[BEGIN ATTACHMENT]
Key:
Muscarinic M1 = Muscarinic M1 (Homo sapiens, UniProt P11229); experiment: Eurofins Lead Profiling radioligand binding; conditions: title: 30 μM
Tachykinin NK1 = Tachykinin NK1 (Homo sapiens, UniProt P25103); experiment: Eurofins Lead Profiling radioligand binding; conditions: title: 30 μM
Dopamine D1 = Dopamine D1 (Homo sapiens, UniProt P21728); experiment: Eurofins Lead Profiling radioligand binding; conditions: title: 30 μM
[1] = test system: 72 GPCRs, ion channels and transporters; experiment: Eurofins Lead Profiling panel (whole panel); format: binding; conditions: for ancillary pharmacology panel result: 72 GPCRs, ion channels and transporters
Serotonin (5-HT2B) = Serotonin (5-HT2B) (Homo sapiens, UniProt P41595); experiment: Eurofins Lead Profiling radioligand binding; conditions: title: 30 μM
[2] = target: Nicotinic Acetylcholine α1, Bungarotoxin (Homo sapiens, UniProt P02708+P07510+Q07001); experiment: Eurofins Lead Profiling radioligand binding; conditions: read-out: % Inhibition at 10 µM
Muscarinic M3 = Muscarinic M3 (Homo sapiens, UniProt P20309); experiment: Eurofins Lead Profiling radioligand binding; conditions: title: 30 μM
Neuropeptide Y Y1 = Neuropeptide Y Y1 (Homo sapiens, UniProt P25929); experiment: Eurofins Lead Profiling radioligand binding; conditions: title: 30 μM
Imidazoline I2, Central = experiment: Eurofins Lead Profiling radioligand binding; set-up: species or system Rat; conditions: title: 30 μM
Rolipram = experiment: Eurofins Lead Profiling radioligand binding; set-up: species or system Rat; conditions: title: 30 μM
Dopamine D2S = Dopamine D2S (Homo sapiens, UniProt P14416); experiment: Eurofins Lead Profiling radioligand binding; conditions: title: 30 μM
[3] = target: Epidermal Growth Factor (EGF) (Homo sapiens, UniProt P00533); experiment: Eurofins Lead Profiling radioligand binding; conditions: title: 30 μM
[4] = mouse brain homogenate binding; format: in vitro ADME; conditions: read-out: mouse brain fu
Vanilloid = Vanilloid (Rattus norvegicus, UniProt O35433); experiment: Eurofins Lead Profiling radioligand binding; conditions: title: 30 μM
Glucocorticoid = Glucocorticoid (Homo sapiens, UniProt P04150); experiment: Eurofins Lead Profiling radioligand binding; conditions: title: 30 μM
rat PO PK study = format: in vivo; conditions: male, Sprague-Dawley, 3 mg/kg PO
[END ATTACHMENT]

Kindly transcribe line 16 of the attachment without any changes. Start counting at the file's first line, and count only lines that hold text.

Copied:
Glucocorticoid = Glucocorticoid (Homo sapiens, UniProt P04150); experiment: Eurofins Lead Profiling radioligand binding; conditions: title: 30 μM